PhD Defense by Hamid Karani

 

COLLEGE OF SCIENCES

SCHOOL OF EARTH AND ATMOSPHERIC SCIENCES

EAS Ph.D. Defense

Hamid Karani

October 27, 2017

10:00 AM

Earth and Atmospheric Sciences

Ford Environmental Science & Technology (ES&T)311 Ferst Drive, ES&TAtlanta, GA 30332-0340Web: eas.gatech.edu

ES&T

1177

Title: A Multiscale Analysis of Heat Transfer in Porous Media

Committee members: Dr. Huber, Dr. Dufek, Dr. Simon,Dr. Ferrier, Dr.Magin(External committee member from U. Illinois at Chicago)

Abstract: The modeling of thermal convection in porous media is a challenging task due to the inherent structural and thermophysicalheterogeneities that permeate over several scales. In the present thesis, we address several issues relevant to buoyancy

driven thermal convection in porous media. Our approach is based on establishing

a multi-scale framework build on knowledge accrued by theoretical, numerical and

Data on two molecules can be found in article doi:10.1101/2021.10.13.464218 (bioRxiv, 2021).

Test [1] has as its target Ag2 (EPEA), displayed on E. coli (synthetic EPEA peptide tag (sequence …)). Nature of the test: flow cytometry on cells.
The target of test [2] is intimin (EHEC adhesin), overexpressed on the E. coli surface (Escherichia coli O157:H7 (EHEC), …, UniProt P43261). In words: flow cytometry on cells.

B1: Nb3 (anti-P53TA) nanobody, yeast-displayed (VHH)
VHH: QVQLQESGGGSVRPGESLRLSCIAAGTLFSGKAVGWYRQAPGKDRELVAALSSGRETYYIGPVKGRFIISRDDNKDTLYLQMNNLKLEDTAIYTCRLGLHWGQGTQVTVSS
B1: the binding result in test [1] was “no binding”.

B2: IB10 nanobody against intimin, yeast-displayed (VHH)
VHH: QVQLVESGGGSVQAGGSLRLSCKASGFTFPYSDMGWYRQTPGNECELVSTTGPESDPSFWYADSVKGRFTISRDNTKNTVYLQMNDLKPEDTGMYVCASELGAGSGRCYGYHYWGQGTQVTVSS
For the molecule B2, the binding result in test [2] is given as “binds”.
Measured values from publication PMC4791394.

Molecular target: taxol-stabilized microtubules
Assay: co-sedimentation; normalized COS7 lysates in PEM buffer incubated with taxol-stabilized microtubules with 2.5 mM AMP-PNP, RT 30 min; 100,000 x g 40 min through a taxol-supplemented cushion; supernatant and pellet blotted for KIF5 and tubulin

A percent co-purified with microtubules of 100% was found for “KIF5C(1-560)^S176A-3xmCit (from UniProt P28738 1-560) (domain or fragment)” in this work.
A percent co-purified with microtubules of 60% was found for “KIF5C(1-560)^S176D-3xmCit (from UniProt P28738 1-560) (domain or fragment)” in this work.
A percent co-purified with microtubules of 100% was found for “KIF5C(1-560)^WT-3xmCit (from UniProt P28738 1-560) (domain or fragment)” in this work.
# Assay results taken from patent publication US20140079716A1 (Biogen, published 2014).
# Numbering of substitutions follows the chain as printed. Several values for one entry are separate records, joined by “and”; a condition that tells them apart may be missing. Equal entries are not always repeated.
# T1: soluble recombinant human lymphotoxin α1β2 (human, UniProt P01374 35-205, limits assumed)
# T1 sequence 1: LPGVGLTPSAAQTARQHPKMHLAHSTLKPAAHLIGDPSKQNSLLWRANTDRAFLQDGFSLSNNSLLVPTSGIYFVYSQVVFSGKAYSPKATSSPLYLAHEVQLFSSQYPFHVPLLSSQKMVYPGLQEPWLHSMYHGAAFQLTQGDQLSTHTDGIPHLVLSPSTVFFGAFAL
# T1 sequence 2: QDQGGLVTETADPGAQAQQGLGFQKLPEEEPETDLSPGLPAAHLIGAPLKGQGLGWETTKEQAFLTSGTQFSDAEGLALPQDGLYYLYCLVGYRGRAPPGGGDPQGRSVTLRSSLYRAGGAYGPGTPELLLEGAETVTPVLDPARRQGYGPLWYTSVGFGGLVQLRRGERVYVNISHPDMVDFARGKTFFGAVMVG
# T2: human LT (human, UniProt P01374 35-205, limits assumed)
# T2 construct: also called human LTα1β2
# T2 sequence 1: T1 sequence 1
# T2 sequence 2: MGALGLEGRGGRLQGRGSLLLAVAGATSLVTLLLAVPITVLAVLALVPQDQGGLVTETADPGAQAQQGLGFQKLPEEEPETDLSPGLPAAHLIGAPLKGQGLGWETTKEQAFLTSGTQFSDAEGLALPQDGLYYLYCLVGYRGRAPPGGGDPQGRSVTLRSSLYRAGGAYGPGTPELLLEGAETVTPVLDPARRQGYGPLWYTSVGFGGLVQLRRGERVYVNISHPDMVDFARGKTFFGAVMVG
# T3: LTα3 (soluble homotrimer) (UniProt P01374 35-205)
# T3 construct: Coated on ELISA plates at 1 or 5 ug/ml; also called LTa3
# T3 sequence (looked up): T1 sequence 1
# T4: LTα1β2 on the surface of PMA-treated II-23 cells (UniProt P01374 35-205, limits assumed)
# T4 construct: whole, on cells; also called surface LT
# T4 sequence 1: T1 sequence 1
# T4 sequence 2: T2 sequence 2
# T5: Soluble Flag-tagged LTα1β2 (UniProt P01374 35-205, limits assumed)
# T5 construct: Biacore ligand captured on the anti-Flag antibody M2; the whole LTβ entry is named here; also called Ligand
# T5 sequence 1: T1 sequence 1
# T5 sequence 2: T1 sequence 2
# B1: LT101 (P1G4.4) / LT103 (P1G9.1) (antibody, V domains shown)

experimental methods.

In Chapter 2, we develop a pore-scale computational tool based on a lattice Boltzmann(LB) model. This computational tool enables us to tackle thermal convection

from a pore-scale perspective and to provide benchmarks for the development of an

appropriate continuum-scale models. In Chapter 3, we use our LB model and conduct

high-resolution direct numerical simulation at the pore scale. The objective is to evaluate the underlying assumptions of upscaledthermal models and to assess the role of

thermophysicalheterogenetieson heat transfer. We benefit from the insights gained

from our pore-scale results and propose a new upscaledenergy model for thermal

convection in Chapter 4. The proposed model is based on a fractional-order advectiveterm, which models the influence of thermal heterogeneities in a flexible and

consistent way. In Chapter 5, we used a combination of theoretical and experimental

approaches to calculate a new metric, basin stability, for quantifying the respective

relative stability of coexisting convection modes in porous media. We show that transition between convective modes predicted by the basin stability analysis agrees well

with the experiments from our IR thermography visualization setup.

Event Details

Date/Time:

  • Friday, October 27, 2017
    10:00 am - 12:00 pm
Location: ES&T: Room 1177